This week, we observe the 46th anniversary of the assassination of Dr. Martin Luther King Jr., who was struck down while fighting for brutally exploited Memphis, Tenn., sanitation workers. That fight was integral to King’s Poor People’s Campaign.
Today, the fight against economic inequality has emerged as a central demand of justice advocates. For us at 1199SEIU, that means preserving and extending standards for our more than 100,000 members—some 75,000 in New York—in the home care industry. And the fate of these workers has broad implications for our health care system, the well-being of large sections of our aging population, women and the union movement.
Home care workers today face a major challenge as the health care industry embraces managed long-term care (MLTC), a system that streamlines the delivery of long-term services to people who are elderly or disabled and who wish to stay in their homes and communities.
The services are provided through MLTC plans that are approved by the New York State Department of Health. Our concern is that the providers, who will now be paid a flat rate for all the services the clients need, will seek to cut costs by reducing the already low compensation for the home care workers.
Our union has demanded that the New York Legislature continue to put in place sufficient policies to protect those workers against a race to the bottom in the new health care marketplace. Safeguards must be guaranteed to ensure that frontline caregivers have good jobs with health benefits and living wages, and that patients continue to be provided with a qualified, stable and healthy workforce.
To press this demand, more than 5,000 home care members and other 1199 members went to Albany on March 26. “My job is to make sure my clients are well cared for,” says Nolasca Vargas, an 1199SEIU home care worker employed by Family Care Certified Services in Brooklyn. “That means helping them eat, shower and [making] sure they take their meds. I make sure the house is tidy and the laundry is done. I love to do this, and I care a lot about the people I take care of. But I need to take care of myself too.”
Home care workers’ duties include not only cooking, cleaning and laundry, but also oftentimes changing bandages, monitoring medical equipment and administering medication. Their work is often physically demanding, e.g., lifting a client in and out of bed.
I’ve witnessed my mother’s aches and pains and sheer exhaustion in her posture and in her eyes as she prepared the family’s dinner after a hard day’s work as a home care worker.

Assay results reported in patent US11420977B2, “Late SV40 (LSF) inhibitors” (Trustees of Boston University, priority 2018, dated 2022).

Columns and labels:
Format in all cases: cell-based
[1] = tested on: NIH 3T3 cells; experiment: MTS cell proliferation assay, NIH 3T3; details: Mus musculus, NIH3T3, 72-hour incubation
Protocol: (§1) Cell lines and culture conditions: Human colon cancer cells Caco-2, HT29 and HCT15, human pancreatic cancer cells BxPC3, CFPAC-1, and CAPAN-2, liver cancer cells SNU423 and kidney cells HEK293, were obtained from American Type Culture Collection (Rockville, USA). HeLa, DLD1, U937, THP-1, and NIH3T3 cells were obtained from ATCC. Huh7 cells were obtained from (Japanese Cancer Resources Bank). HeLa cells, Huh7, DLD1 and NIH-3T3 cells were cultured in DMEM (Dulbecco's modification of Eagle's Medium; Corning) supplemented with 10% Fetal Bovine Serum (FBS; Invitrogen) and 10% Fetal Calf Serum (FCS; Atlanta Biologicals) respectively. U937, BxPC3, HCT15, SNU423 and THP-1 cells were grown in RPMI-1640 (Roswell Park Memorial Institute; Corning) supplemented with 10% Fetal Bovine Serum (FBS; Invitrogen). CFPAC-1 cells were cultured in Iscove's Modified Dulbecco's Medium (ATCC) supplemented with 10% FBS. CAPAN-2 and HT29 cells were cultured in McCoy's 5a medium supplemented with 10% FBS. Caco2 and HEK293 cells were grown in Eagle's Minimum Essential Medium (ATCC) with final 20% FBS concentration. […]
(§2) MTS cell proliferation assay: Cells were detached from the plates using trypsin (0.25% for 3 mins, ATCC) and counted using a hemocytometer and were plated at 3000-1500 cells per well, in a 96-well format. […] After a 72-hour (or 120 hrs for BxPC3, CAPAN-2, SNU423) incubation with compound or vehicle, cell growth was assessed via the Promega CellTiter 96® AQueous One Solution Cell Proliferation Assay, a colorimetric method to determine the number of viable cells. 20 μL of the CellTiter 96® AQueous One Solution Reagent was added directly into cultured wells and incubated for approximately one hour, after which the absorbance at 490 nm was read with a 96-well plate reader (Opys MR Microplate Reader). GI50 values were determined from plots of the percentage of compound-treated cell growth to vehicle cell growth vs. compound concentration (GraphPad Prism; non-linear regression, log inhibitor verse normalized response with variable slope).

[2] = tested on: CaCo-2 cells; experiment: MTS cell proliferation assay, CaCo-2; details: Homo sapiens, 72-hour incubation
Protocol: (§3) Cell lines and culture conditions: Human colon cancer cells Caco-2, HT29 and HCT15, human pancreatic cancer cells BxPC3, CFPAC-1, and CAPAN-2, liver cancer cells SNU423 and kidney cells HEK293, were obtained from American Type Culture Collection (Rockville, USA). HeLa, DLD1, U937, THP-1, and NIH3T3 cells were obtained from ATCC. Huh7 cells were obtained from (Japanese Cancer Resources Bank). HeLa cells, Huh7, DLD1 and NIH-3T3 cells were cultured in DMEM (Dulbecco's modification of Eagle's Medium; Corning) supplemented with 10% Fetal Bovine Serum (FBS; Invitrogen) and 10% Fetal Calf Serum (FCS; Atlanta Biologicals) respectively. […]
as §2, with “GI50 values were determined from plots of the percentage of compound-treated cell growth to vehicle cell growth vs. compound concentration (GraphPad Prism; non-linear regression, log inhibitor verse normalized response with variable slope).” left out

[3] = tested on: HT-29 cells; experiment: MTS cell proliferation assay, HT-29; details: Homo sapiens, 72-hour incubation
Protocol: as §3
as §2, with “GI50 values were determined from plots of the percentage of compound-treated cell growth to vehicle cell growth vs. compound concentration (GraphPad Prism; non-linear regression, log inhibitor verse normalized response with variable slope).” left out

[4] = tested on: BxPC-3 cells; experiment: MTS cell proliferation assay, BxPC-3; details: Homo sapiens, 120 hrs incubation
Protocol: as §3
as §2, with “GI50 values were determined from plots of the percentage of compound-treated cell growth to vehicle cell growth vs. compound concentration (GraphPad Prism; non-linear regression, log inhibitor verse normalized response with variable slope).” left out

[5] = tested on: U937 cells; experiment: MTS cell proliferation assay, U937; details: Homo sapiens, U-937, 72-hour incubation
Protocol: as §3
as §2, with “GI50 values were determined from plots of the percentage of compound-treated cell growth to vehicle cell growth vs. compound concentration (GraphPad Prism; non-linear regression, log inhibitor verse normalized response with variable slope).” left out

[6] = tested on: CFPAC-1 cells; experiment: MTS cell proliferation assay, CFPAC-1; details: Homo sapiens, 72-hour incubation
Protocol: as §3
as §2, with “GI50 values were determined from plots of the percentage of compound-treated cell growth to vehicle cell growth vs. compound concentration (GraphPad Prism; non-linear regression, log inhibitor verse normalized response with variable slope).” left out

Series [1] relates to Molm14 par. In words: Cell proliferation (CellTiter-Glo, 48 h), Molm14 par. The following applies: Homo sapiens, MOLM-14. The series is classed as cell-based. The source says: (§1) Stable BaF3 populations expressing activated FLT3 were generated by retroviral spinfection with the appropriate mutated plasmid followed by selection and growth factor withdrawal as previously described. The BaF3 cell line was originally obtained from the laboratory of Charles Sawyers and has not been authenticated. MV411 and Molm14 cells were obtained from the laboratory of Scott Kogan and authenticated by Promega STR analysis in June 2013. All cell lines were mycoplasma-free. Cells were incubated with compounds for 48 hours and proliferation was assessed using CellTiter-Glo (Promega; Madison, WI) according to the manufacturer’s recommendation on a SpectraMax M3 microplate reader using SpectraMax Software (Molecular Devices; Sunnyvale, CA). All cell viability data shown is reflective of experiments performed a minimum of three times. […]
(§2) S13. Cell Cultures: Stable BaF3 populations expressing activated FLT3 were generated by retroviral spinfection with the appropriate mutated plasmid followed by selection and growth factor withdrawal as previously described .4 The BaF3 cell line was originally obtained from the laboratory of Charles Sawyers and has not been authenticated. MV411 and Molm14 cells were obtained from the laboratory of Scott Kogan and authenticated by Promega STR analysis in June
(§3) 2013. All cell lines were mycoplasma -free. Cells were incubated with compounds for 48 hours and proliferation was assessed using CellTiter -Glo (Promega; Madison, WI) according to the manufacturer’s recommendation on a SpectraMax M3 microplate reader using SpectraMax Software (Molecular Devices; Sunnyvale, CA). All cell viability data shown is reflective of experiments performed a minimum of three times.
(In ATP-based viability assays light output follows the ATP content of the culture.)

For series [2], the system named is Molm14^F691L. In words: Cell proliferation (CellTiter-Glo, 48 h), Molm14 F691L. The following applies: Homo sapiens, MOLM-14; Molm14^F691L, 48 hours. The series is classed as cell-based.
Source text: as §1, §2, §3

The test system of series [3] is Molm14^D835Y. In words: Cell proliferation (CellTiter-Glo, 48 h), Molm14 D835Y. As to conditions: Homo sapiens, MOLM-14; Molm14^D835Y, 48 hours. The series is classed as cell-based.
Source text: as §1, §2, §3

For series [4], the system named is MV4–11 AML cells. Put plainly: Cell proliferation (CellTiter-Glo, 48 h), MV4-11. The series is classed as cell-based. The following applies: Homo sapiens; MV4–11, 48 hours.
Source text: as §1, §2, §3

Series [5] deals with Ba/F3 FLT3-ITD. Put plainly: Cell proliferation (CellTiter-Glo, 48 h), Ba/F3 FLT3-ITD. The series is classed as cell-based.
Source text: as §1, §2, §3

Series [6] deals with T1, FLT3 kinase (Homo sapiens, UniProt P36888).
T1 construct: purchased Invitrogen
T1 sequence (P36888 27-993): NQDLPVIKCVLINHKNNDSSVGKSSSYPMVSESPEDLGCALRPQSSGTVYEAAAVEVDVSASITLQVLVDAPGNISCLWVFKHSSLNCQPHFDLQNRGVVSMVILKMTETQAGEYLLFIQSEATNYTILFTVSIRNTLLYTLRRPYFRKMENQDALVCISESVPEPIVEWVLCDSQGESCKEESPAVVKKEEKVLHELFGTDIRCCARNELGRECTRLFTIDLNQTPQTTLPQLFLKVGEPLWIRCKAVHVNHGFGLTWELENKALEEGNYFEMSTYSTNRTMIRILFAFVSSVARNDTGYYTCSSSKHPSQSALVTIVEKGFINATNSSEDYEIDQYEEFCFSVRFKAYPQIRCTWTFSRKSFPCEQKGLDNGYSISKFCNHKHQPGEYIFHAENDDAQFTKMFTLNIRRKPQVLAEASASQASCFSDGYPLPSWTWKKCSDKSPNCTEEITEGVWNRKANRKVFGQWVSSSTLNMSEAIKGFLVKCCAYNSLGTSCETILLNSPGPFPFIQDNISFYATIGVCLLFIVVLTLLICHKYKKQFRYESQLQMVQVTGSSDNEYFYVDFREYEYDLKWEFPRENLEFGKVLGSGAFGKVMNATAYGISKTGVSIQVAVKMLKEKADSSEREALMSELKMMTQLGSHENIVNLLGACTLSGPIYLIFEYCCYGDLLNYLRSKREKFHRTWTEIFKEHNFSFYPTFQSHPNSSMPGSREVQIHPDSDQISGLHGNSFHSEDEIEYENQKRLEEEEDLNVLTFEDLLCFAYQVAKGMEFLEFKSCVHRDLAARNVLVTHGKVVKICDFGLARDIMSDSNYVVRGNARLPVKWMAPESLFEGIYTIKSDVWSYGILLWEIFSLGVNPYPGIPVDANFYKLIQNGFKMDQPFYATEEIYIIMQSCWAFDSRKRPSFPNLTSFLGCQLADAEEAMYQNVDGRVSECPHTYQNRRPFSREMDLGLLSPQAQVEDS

She told me that her line of work often involved more than an exchange of services; home care workers build a relationship with the people in their care. Oftentimes, they are even closer than family members to their clients. And clients get to stay in their homes and communities, living safely and independently where they want to be.
We wonder if their treatment and status has anything to do with the fact that more than 90 percent of the nearly 2 million home health providers in the nation are women—and huge percentages are women of color and immigrants.
Besides the challenges posed by managed long-term care, home care workers face an even more ominous threat. The case of Harris v. Quinn, now before the Supreme Court, centers on a group of Illinois home health aides who sued to avoid paying union fees. Far right, anti-union forces are pushing the suit.
A ruling against the union, the American Federation of State, County and Municipal Employees, would strike a punishing blow against all unionized home care workers. As poorly as home care workers are compensated in general, those in unions have negotiated higher wages and greater benefits than their non-union counterparts.
Carrying a union card is a major tool in closing the earning gap and climbing out of poverty. Unionized workplaces also mean a more stable workforce for employers.
With baby boomers retiring and all Americans living longer, the need for home care workers is skyrocketing. Taking care of our graying population and disabled persons means taking care of their caregivers. That means justice for home care workers.